Sunday, December 20, 2009

New Holiday Traditions

When we lose our child, we change. We become different people, with different goals and priorities. The rituals that we once held sacred to do with our children during the holiday season may no longer be important or appropriate. Old traditions sometimes bring more pain than comfort. We can look towards making new rituals and new beginnings with our family and friends. Here are a few suggestions for your holiday celebrations, no matter your beliefs.

If your family has always decorated the home with beautiful ornaments each year, perhaps a new tradition of having family and friends make a paper ornament for you that represents something related to your child. For example, if your child was active in soccer, perhaps a soccer ball with his name written on it. Or if your child was in choir, perhaps some paper musical notes or musical score sheets. If he or she liked a special food, cut something out from a food magazine and place on an original ornament made out of any product handy or bought. You would end up celebrating your child’s life and he/she would always be remembered. You can keep them or try a different theme every year that somehow relates to your child. It doesn’t take the pain away but will warm your heart to know that he/she is remembered and you may also find out something new about your child that you can treasure forever. Whether Christian, Jewish or any other religion, it doesn’t have to be done on a tree. It can just be a collection you display during the entire holiday season.

Invite friends and family to watch old videos so they can see your child’s personality show through. This will also provide an opportunity for everyone to talk about your child and they will feel more comfortable doing it in this setting, as will you.

Helping others during the holiday season is a good way to share yourself and may give you an opportunity to share stories of your child with others. You can help out at a senior citizen home, a hospital, a food bank or a soup kitchen feeding the hungry. Any of these choices will allow you to feel good about yourself and that you are doing something in memory of your child.

Go to the children’s ward of a hospital and bring something to give related to what your child would have wanted or something you have treasured that you can now part with. It could be a stuffed animal, a game, something electronic or some clothing. Whatever it is, you will make a new friend and feel that your item has made a difference to a child. If you feel up to helping out at the hospital in addition to just visiting, hospitals can always use volunteers. Give of yourself and you’ll have a better holiday.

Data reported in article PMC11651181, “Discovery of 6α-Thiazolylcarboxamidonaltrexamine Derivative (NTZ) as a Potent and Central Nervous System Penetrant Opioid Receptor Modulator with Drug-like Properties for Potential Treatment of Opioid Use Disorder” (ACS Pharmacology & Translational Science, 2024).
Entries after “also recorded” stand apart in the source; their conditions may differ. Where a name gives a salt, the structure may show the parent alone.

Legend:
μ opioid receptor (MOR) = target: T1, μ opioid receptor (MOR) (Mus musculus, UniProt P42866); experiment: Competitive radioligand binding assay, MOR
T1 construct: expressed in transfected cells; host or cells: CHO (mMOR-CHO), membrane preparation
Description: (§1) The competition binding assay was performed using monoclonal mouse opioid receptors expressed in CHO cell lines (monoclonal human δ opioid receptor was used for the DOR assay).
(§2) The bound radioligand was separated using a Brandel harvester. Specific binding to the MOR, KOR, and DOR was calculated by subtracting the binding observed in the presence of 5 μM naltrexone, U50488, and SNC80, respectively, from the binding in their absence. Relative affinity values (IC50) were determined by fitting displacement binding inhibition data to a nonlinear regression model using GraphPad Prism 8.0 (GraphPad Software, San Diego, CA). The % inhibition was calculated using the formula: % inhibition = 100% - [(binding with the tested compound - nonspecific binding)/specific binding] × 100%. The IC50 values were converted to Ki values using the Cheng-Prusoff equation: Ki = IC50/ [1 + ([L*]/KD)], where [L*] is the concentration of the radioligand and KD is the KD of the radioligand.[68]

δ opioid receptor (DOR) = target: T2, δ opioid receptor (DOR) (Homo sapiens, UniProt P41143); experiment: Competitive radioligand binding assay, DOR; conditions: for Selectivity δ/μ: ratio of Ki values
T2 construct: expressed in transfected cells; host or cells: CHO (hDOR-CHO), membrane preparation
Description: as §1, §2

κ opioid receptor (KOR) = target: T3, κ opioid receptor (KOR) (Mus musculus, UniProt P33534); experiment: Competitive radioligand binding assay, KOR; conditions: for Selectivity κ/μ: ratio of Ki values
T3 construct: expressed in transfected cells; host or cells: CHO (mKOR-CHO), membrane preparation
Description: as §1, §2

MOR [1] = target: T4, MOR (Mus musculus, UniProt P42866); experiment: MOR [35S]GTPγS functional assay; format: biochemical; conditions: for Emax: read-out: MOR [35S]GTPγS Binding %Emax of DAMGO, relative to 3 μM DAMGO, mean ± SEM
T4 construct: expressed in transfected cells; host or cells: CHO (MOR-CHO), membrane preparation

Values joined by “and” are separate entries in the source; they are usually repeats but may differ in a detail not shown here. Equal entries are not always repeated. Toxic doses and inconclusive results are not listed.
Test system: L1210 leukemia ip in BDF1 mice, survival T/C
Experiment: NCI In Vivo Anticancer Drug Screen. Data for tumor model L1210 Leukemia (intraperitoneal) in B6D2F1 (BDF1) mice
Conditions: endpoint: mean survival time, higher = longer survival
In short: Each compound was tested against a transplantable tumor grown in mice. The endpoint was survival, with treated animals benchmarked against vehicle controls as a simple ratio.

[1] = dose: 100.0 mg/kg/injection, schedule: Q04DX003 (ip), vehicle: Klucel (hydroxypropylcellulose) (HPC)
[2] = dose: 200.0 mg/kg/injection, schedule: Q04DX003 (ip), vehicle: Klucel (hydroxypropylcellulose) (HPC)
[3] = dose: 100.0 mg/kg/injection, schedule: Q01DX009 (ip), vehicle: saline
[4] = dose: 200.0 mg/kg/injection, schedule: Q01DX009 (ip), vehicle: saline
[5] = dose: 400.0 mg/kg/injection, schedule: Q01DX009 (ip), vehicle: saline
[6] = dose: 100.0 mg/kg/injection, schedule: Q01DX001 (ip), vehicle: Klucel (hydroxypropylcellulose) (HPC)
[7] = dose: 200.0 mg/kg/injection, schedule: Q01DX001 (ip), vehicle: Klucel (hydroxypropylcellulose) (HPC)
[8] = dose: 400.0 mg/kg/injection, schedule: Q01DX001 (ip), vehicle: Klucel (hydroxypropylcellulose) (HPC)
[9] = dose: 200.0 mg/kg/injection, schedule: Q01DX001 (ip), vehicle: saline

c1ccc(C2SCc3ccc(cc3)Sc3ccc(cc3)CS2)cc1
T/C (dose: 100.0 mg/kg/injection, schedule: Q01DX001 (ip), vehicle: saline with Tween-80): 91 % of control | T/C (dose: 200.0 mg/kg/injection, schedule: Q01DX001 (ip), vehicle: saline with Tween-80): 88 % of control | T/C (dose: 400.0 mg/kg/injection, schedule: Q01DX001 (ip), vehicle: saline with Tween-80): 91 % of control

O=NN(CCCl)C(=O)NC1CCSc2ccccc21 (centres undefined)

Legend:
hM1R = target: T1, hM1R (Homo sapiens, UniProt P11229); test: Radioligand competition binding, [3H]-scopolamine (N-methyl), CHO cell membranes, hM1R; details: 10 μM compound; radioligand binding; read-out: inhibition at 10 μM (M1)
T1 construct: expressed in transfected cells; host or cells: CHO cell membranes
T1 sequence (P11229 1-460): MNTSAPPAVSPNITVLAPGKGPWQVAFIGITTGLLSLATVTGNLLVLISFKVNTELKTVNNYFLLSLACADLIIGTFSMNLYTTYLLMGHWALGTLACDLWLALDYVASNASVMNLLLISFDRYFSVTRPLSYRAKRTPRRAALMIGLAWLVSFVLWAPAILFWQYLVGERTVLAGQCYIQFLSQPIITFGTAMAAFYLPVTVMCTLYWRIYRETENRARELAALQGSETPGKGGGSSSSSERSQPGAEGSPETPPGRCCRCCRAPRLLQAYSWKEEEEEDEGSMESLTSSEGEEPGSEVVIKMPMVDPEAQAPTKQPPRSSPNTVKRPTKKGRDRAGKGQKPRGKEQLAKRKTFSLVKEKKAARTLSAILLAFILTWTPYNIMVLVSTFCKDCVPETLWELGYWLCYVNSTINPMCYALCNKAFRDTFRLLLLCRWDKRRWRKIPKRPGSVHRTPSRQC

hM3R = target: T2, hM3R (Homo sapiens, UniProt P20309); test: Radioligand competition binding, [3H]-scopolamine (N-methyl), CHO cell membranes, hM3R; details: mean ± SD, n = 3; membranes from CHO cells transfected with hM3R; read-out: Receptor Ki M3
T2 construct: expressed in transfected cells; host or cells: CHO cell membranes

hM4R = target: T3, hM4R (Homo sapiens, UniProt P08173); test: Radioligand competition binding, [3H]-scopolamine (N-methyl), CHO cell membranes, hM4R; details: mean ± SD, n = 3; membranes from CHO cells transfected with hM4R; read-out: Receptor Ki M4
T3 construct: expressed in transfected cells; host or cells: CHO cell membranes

Different charities usually hold events during the holiday season to raise money for the following year. If, for example, your child died of a particular illness, try to participate in that event in any way you can. Give a donation if you feel you can’t do anything else at the moment, or you can actively help to set up booths, sell food, or anything else they need volunteers for. Many charities have something like a walk-a-thon, for example. Not only is that a healthy activity, but you may also meet new friends by participating and be able to share your story with them. Other organizations may hold auctions or raffles and if you are good at getting items to raffle or auction off, perhaps that can be a new tradition for you.

As for me, the Thanksgiving season is the hardest. It was the last time I saw my daughter in a holiday setting surrounded by all those we cared about and loved. It was the first and only time my husband and I actually cooked a Thanksgiving meal. Usually my mom did the cooking and inviting, but she was getting older and didn’t want to take on the chore. As things happen, she died 5 days after Thanksgiving that year, my daughter the following year. So because of those two events, I now go to other people’s homes for that holiday. We are lucky enough to always be invited to a friend’s house or out to eat. It helps not thinking of what I lost far too soon in life.

If you have a tradition or ritual you’d like to share, please let me know and I will share with everyone.


  1. Our youngest son, Seth, passed away in oct. 2008 at 6 1/2 months of age.. So far, before Christmas, I take my two older boys and we buy toys they might have picked out for their baby brother Seth if he was still with us, and we donate them to Toys for tots..

  2. Hello. Great job. I did not expect this on a Wednesday. This is a great story. Thanks!